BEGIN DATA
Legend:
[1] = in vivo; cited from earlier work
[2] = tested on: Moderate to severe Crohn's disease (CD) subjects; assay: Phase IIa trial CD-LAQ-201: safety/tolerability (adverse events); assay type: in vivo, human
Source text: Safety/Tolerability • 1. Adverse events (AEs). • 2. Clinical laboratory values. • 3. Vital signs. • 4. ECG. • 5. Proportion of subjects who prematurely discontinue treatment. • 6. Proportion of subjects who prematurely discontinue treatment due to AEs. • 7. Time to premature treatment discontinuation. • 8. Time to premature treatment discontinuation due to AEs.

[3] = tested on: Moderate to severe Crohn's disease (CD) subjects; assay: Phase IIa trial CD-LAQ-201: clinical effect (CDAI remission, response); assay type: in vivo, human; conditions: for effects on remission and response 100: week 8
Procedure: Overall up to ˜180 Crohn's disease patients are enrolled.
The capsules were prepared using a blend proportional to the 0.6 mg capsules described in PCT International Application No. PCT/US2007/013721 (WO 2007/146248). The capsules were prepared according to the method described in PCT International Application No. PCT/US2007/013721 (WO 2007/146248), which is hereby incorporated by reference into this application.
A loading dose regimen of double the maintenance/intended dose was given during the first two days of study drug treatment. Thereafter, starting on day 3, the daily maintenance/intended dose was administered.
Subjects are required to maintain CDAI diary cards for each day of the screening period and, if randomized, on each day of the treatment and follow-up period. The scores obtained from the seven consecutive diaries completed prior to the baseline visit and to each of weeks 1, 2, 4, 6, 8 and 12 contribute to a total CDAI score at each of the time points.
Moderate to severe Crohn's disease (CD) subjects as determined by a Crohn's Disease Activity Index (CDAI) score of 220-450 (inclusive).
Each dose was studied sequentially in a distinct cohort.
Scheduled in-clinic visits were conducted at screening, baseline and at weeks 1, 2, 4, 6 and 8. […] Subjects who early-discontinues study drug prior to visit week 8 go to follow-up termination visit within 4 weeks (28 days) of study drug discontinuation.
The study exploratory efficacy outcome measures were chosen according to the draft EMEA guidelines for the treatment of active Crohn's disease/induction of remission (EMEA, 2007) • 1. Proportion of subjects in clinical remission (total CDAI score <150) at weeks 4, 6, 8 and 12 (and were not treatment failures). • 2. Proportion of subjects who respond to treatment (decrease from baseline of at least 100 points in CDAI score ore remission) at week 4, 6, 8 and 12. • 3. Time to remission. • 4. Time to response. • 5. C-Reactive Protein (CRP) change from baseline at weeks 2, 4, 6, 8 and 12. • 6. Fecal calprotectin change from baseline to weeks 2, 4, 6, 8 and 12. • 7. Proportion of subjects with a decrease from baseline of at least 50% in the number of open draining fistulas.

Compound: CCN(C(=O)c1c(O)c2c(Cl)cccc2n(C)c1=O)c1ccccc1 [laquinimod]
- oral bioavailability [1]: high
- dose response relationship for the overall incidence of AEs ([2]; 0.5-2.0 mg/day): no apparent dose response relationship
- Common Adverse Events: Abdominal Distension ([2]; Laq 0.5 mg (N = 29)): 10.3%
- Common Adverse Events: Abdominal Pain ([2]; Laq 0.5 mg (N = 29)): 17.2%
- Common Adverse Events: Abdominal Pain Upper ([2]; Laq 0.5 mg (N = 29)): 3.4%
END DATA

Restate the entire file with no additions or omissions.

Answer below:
Legend:
[1] = in vivo; cited from earlier work
[2] = tested on: Moderate to severe Crohn's disease (CD) subjects; assay: Phase IIa trial CD-LAQ-201: safety/tolerability (adverse events); assay type: in vivo, human
Source text: Safety/Tolerability • 1. Adverse events (AEs). • 2. Clinical laboratory values. • 3. Vital signs. • 4. ECG. • 5. Proportion of subjects who prematurely discontinue treatment. • 6. Proportion of subjects who prematurely discontinue treatment due to AEs. • 7. Time to premature treatment discontinuation. • 8. Time to premature treatment discontinuation due to AEs.

[3] = tested on: Moderate to severe Crohn's disease (CD) subjects; assay: Phase IIa trial CD-LAQ-201: clinical effect (CDAI remission, response); assay type: in vivo, human; conditions: for effects on remission and response 100: week 8
Procedure: Overall up to ˜180 Crohn's disease patients are enrolled.
The capsules were prepared using a blend proportional to the 0.6 mg capsules described in PCT International Application No. PCT/US2007/013721 (WO 2007/146248). The capsules were prepared according to the method described in PCT International Application No. PCT/US2007/013721 (WO 2007/146248), which is hereby incorporated by reference into this application.
A loading dose regimen of double the maintenance/intended dose was given during the first two days of study drug treatment. Thereafter, starting on day 3, the daily maintenance/intended dose was administered.
Subjects are required to maintain CDAI diary cards for each day of the screening period and, if randomized, on each day of the treatment and follow-up period. The scores obtained from the seven consecutive diaries completed prior to the baseline visit and to each of weeks 1, 2, 4, 6, 8 and 12 contribute to a total CDAI score at each of the time points.
Moderate to severe Crohn's disease (CD) subjects as determined by a Crohn's Disease Activity Index (CDAI) score of 220-450 (inclusive).
Each dose was studied sequentially in a distinct cohort.
Scheduled in-clinic visits were conducted at screening, baseline and at weeks 1, 2, 4, 6 and 8. […] Subjects who early-discontinues study drug prior to visit week 8 go to follow-up termination visit within 4 weeks (28 days) of study drug discontinuation.
The study exploratory efficacy outcome measures were chosen according to the draft EMEA guidelines for the treatment of active Crohn's disease/induction of remission (EMEA, 2007) • 1. Proportion of subjects in clinical remission (total CDAI score <150) at weeks 4, 6, 8 and 12 (and were not treatment failures). • 2. Proportion of subjects who respond to treatment (decrease from baseline of at least 100 points in CDAI score ore remission) at week 4, 6, 8 and 12. • 3. Time to remission. • 4. Time to response. • 5. C-Reactive Protein (CRP) change from baseline at weeks 2, 4, 6, 8 and 12. • 6. Fecal calprotectin change from baseline to weeks 2, 4, 6, 8 and 12. • 7. Proportion of subjects with a decrease from baseline of at least 50% in the number of open draining fistulas.

Compound: CCN(C(=O)c1c(O)c2c(Cl)cccc2n(C)c1=O)c1ccccc1 [laquinimod]
- oral bioavailability [1]: high
- dose response relationship for the overall incidence of AEs ([2]; 0.5-2.0 mg/day): no apparent dose response relationship
- Common Adverse Events: Abdominal Distension ([2]; Laq 0.5 mg (N = 29)): 10.3%
- Common Adverse Events: Abdominal Pain ([2]; Laq 0.5 mg (N = 29)): 17.2%
- Common Adverse Events: Abdominal Pain Upper ([2]; Laq 0.5 mg (N = 29)): 3.4%